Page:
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Pirates Takeaways: Cruz’s Missile, Falter Has Rare Struggle, Explanation on Controversial Call

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Oneil Cruz, Pittsburgh Pirates

PITTSBURGH — It’s not unusual to see Oneil Cruz demolish a baseball, but his home run for the Pittsburgh Pirates against the Los Angeles Dodgers was something to behold, even by his standards.

Cruz hit a career-long 462-foot home run off of Dodgers reliever Evan Phillips in the eighth inning of the Pirates’ 11-7 loss. The ball left Cruz’s bat at 117.7 mph.

“It felt good,” Cruz said through coach and interpreter Stephen Morales. “Been trying to hit the ball hard like I always do and I was able to connect on that ball.”

Cruz’s violent swing becomes even more vicious when he’s playing frustrated. For a couple reasons, the Pirates’ shortstop might have been a little extra ticked off in the series finale against the Dodgers.

Entering play, Cruz was hitting .151 with a .507 OPS over his last 13 games. He hadn’t hit a home run since May 12 against the Cubs.

On top of the poor play of late, Cruz and the Pirates were victims of home plate umpire Dan Merzel’s wide strike zone. To be fair, Merzel missed calls against the Dodgers too, but the Pirates certainly took notice of a few calls not going their way.

“The whole team was kinda mad because of the strike zone.” he said. “Today we were struggling (to get) calls here and there, but it’s just a reaction for me to try and get something going for the team.”

Cruz’s thunderous home run just so happened to have come against his original team. The Dodgers signed Cruz as an amateur free agent before trading him to the Pirates for Tony Waston in 2017.

When Cruz stepped onto the field on Thursday night, he did so wearing a unique set of cleats. One was black and gold for the Pirates, the other was blue and white for the Dodgers.

“I feel proud, obviously, that I was a Dodger once.,” he said. “I appreciate them a lot because they were the first team that gave me the opportunity to become a professional baseball player and play the game I love.”

Falter Has Rare Poor Start

Bailey Falter’s development has been one of the Pirates’ biggest storylines this season.

The left-hander has emerged as a formidable presence in the Bucs’ starting rotation, a unit that has been a strength this season.

It’s been rare to see Falter have subpar showings this season, but the Dodgers struck early against him in Thursday’s loss.

Three batters into the game, the Dodgers had a 3-0 lead on Freddie Freeman’s home run following back-to-back singles to leadoff the first. Los Angeles later added a fourth run in the opening frame.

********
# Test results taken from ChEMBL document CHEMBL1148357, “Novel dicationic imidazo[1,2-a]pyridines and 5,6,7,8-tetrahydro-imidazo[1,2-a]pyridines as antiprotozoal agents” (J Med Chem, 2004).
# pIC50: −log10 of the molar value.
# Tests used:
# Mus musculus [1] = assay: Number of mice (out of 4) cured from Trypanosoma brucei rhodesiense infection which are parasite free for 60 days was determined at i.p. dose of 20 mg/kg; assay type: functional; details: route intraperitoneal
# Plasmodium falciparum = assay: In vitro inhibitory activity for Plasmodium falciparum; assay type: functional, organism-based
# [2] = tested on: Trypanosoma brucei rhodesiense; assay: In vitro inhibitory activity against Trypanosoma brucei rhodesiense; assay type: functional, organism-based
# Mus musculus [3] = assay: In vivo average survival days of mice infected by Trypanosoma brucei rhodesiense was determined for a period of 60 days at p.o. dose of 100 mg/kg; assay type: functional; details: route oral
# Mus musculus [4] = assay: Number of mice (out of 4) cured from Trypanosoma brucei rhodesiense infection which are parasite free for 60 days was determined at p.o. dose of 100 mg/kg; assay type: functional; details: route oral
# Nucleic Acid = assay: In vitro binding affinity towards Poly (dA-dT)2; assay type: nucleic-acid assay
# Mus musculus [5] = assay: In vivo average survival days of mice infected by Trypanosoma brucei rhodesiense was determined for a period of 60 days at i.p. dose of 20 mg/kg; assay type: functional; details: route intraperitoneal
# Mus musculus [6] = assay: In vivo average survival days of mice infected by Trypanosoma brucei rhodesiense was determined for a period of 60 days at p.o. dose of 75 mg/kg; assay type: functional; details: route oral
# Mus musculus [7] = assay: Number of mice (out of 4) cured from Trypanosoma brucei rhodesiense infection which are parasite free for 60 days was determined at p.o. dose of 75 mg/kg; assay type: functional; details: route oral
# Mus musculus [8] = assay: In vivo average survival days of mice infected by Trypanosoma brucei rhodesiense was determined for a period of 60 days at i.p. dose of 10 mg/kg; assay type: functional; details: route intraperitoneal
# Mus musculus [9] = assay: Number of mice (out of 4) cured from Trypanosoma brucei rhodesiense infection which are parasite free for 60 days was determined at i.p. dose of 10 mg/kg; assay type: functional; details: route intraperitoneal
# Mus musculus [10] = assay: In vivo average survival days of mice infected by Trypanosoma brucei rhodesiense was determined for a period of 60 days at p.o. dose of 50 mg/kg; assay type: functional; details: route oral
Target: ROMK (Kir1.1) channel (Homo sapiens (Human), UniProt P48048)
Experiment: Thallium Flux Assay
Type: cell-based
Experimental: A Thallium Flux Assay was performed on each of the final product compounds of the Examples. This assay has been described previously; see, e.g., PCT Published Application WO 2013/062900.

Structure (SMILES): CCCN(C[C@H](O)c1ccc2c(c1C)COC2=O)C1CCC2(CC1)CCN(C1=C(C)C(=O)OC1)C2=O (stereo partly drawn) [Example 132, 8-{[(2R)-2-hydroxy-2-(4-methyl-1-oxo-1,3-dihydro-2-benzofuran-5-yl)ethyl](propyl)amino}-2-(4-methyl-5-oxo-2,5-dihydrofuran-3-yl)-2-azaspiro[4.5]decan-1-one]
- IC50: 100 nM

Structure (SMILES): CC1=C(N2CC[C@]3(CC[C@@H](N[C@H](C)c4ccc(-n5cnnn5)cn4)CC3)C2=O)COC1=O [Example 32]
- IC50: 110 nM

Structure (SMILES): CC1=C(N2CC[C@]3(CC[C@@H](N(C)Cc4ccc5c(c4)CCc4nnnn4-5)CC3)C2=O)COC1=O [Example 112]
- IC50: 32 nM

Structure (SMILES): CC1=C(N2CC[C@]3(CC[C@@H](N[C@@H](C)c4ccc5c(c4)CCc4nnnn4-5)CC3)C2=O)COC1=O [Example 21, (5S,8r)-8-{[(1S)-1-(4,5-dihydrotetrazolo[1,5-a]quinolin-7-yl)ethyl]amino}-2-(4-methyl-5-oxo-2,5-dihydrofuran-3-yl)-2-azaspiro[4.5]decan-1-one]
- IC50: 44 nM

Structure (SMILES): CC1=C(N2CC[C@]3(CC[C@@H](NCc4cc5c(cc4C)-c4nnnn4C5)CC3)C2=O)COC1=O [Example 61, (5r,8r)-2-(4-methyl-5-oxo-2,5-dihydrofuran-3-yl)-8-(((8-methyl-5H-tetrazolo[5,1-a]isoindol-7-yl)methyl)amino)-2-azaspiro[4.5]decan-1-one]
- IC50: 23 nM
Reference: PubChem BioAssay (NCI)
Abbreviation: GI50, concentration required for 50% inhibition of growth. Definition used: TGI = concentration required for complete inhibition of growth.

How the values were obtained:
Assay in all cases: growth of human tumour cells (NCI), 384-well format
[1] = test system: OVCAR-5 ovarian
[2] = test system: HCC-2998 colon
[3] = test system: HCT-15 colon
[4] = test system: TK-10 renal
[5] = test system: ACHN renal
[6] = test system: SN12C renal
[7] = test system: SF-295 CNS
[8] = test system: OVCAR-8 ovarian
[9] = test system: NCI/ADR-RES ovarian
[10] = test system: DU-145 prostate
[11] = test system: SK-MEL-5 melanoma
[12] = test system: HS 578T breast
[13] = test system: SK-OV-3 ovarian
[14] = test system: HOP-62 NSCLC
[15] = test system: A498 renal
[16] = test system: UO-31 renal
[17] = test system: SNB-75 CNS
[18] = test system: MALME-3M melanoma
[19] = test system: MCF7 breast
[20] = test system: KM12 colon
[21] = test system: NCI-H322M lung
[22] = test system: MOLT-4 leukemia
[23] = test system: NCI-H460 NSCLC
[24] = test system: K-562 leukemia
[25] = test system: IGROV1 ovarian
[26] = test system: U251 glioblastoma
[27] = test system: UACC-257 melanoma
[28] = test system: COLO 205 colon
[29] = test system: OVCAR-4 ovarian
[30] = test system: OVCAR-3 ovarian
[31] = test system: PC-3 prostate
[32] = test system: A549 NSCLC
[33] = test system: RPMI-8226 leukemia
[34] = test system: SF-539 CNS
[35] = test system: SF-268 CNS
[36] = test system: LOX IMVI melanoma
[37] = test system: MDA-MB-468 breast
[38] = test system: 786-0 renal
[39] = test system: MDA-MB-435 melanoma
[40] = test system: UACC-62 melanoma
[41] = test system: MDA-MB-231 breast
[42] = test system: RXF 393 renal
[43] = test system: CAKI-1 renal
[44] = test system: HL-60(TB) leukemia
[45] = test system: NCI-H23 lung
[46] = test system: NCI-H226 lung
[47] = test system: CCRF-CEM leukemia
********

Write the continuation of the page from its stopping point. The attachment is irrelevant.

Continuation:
The Dodgers’ lineup is impressive. The top three of the lineup of Freeman, Mookie Betts and Shohei Ohtani are all perennial All-Stars and seemingly in the MVP discussion at the end of every season.

“It’s a great lineup. It’s a good team. They win a lot of games,” he said. “I just need to be a little bit better. The position players did their job really well tonight, I just need to do mine.”

After the rough first inning, Falter was able to settle in and held the Dodgers scoreless through the next three innings. After Teoscar Hernández led off the top of the fifth with a home run, Falter’s night ended.

Still, Falter did a pretty good job of bouncing back when things could have easily snowballed.

“I’ve had some rough first innings in the past,” Falter said. “I just gotta find a way to limit that damage and get these guys back in there as soon as possible.”

Wait, What?

There was a controversy in the top of the first inning in Ohtani’s first at-bat.

With Betts on first, Ohtani hit one to right fielder Edward Olivares, who dove at the ball in front of him for what was ruled a catch.

However, the Dodgers challenged the play and the call was overturned when it could be seen that Olivares caught the ball on a short-hop. After the review, Betts was awarded second base, much to the dismay and confusion of the Pirates.

Manager Derek Shelton explained the ruling during his postgame press conference.

“The explanation is once it goes to replay it’s their call. My question, I thought Mookie was moving back before the call was made and replay would adjust the runners and they didn’t see it that way.”

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Tim Crytzer

Rule and umpires Suck!

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